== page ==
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Centring the Voices of Women with African Ancestry

Interview with Feminista Jones: Part 2

In part two this interview our events coordinator Prisca Vungbo speaks with black feminist Feminista Jones about self-preservation, social media and the advice she would give to her younger self. Missed part 1? Read it here!


Prisca: You stated that you have “decades of experience.” So with regards to this statement could you share with us some insight into your personal journey to feminism, and whether you get tired? Because it can get a bit tiring and how do you practice self-preservation?

Feminista Jones: That’s a great question. I feel like I’m perpetually tired, because I’m tired of the bullshit. Rosa Parks said they portray her as this old tired woman. She said, “I wasn’t old, I wasn’t tired,” she was like, “the only thing I was tired of was giving in.” And it seems that when you reach that point where you are tired of hearing these stories of abuse of your people, when you’re tired of hearing the injustice and the horrible treatments, you almost have to live in that perpetual state of being tired of all of it in order to keep working to end it, right?

Prisca: Right.

Feminista Jones: Once you become comfortable you become complacent and then you stop fighting. So it’s definitely tiring, it’s definitely exhausting. I mean mentally, physically, spiritually it is… But the biggest thing that I keep at the forefront is that I know that where I am is a part of a journey that’s on a continuum. Sexism and racism are not going to end in my generation, they are not going to end in my son’s generation and I don’t think they are going to end in my grandchildren’s generation if my son decides to have kids. But what I know is that the work that I am doing right now is continuing to build upon the foundation of people who came before me, and my hope is that I can set out some guidelines and maybe fix some of the errors in our ways.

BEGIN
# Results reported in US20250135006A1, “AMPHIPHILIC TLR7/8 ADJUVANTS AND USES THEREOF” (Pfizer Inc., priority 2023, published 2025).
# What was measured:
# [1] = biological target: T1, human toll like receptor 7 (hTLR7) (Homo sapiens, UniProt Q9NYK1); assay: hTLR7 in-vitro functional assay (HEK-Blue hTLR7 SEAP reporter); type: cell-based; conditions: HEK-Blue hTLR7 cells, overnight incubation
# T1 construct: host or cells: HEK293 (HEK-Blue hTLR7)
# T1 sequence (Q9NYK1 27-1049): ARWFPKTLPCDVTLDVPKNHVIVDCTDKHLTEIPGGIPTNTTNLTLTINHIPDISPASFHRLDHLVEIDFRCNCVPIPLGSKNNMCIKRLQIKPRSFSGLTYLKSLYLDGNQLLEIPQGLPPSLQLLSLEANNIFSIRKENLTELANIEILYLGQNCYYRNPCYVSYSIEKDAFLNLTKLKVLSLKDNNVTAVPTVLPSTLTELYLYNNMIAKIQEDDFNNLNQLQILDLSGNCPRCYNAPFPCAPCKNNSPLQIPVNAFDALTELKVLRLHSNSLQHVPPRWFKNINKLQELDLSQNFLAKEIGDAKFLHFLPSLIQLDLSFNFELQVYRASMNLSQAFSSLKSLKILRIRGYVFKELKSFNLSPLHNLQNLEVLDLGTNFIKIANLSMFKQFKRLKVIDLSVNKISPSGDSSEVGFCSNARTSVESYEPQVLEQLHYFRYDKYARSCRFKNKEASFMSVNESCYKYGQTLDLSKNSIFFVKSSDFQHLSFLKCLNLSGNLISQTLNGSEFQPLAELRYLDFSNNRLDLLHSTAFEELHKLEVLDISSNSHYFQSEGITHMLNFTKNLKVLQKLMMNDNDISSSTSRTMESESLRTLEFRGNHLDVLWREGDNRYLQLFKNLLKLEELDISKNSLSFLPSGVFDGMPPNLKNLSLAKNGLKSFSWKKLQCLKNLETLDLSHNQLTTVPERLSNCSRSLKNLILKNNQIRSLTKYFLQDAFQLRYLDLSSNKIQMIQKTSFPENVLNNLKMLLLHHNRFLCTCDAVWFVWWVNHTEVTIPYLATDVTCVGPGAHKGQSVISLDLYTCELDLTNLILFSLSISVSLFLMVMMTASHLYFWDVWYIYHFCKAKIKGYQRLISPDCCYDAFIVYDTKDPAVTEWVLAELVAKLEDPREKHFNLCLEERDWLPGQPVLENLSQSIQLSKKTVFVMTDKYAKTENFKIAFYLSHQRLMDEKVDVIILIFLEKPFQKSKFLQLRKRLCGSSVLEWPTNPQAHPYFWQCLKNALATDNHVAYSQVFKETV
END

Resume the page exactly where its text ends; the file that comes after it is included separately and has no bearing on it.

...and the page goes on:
The biggest issue with Black freedom struggle has always been the sexism in them, and that’s just been in every country. You know, you had black freedom fighters where some of them have been misogynists; some of them have been very patriarchal. So what we’re doing with our generation is really countering that and really trying to change that because part of why these earlier struggles across the world in the 60s and 70s and 80s fell off is that we were plagued by that sexism. So now we have this generation of like, “Ok, well our job is to correct that, and push it forward.” And I think that that’s what we’re doing right now; we’re correcting those errors, and still building upon the good work while adding our own. Our issues today are sexual assault and police brutality, which are very big issues in our community these days. Domestic violence is big so we’re focusing on those issues, trying to make the improvements when we can so that when we pass it to the next generation they can continue to do the work. And I am thinking long-term. That is what wakes me up in the morning. I am thinking that today is another day that I have the opportunity to put something in place that will be effective 50-100 years from now. That’s how I think about it.

“I know is that the work that I am doing right now is continuing to build upon the foundation of people who came before me, and my hope is that I can set out some guidelines and maybe fix some of the errors in our ways.”

And what do I do for self-care? I write, I spend a lot of time with my son, I travel, I love having opportunities where I can combine work and travel. I do a lot of reading; I actually read a lot of young adult kind of novels so I read a lot of those. I do have an affinity for wine although for the next few months I am trying to stay kind of dry [laughs].

It’s tough. But I knew what I was getting into when I decided to take on this role so you just learn to live with it.


Prisca: You mentioned that we’re correcting things and we are now the generation that is pushing forward. Share your views on social media activity and how it can bring change. Recently The Times covered police brutality cases such as Walter Scott, and the use of #BlackLivesMatter came out of twitter and I wondered if you had any thoughts on the use of social media in journalism and communication.